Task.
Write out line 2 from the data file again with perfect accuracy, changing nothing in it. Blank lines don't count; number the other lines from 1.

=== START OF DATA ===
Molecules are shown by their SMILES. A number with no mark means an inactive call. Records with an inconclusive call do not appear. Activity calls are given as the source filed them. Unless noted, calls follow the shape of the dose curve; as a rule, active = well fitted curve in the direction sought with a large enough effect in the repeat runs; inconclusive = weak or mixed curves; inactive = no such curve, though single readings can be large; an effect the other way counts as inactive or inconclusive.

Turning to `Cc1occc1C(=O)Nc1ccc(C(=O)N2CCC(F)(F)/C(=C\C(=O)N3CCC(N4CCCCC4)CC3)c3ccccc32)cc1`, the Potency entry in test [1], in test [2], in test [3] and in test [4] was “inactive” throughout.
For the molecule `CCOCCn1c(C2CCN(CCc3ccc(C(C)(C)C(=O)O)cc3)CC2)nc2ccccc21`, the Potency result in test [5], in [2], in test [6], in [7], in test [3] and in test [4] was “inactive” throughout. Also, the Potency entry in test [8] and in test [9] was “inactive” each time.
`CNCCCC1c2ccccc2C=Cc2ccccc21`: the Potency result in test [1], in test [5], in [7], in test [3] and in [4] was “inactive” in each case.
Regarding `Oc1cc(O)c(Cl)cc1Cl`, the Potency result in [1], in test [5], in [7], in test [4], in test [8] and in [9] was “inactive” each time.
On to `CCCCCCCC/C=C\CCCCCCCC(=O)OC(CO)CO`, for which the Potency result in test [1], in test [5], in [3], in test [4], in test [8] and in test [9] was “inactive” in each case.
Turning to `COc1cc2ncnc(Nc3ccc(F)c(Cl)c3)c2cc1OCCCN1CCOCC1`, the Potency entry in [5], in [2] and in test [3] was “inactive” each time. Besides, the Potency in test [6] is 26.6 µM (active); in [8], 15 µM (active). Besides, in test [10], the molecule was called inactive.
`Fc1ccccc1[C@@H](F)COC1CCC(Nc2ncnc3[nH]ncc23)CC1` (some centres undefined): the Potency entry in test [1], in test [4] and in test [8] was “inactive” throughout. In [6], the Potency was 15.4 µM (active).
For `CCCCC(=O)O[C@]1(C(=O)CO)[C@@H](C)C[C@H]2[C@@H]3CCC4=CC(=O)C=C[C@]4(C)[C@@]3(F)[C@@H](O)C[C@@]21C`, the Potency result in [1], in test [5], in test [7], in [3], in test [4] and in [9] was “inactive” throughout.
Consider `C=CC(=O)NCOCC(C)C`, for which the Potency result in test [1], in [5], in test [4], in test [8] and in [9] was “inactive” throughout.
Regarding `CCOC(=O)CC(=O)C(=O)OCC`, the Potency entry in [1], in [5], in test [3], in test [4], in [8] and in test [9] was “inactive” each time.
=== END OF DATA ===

Turning to `Cc1occc1C(=O)Nc1ccc(C(=O)N2CCC(F)(F)/C(=C\C(=O)N3CCC(N4CCCCC4)CC3)c3ccccc32)cc1`, the Potency entry in test [1], in test [2], in test [3] and in test [4] was “inactive” throughout.